• Outsource to a Data Center. If you only have a few businesses that want this service, or if you don’t have the expertise to do this, you can buy these services on a wholesale basis. There are numerous data centers around the country that offer these services and you can repackage this and still make a profit.

Selling Managed LAN opens up the door for a host of other services. A very popular service is redundant data back-up, and you will need to establish a second storage hub or else work with a data center to back up data you store at your location. You will also find that businesses that use you for Managed LAN will look to you for all of their IT advice and will ask for your help to buy and repair computers, implement custom solutions like transparent LAN or video conferencing, etc. So this business line will create an opportunity to sell your technician time on an hourly basis.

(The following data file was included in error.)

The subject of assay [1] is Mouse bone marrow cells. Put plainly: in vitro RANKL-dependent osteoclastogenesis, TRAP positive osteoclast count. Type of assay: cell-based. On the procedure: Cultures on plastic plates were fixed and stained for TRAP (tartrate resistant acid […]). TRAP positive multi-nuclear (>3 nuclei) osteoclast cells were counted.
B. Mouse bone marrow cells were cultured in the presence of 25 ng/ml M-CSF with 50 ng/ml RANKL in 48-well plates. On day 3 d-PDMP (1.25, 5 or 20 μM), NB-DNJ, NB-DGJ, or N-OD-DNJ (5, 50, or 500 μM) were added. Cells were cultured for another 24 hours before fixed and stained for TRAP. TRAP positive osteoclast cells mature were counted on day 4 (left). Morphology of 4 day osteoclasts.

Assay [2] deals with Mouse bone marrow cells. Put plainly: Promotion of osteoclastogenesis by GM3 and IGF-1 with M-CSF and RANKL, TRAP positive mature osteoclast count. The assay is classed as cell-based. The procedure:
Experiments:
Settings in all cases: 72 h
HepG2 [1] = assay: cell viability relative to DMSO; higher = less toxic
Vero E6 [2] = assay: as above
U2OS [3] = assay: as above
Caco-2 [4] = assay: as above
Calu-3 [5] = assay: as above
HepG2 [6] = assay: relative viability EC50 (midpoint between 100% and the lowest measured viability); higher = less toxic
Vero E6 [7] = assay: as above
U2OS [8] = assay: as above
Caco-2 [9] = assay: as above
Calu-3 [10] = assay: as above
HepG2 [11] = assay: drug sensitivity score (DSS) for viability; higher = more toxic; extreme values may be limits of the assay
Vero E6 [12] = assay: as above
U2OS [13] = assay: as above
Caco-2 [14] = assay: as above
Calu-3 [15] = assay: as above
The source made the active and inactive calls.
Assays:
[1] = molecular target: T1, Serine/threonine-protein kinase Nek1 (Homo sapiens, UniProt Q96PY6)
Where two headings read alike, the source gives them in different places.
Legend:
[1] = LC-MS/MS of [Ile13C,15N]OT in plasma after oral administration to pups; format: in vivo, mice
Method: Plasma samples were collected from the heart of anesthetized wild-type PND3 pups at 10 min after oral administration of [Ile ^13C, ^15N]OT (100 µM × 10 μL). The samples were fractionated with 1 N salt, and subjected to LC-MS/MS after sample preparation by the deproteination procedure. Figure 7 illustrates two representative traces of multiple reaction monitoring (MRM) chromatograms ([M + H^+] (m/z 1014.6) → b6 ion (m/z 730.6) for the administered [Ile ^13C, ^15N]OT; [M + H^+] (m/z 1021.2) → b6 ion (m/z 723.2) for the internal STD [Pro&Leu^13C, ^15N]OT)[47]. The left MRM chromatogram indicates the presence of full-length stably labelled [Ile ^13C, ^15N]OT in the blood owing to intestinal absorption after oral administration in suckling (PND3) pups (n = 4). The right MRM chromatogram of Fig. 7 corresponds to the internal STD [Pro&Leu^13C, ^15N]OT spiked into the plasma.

The main advantage of this business line for both you and your customers is that you can provide them with a unified solution to all of their data needs. If they use you for Ethernet and voice and somebody else to manage their LAN then they are not getting the ideal data network with seamless integration of voice and data. We always talk about customer stickiness in the industry and I think this is the best ‘stickiness’ product you can offer.

Transparent LAN Service (TLS)

local area network

local area network (Photo credit: benschke)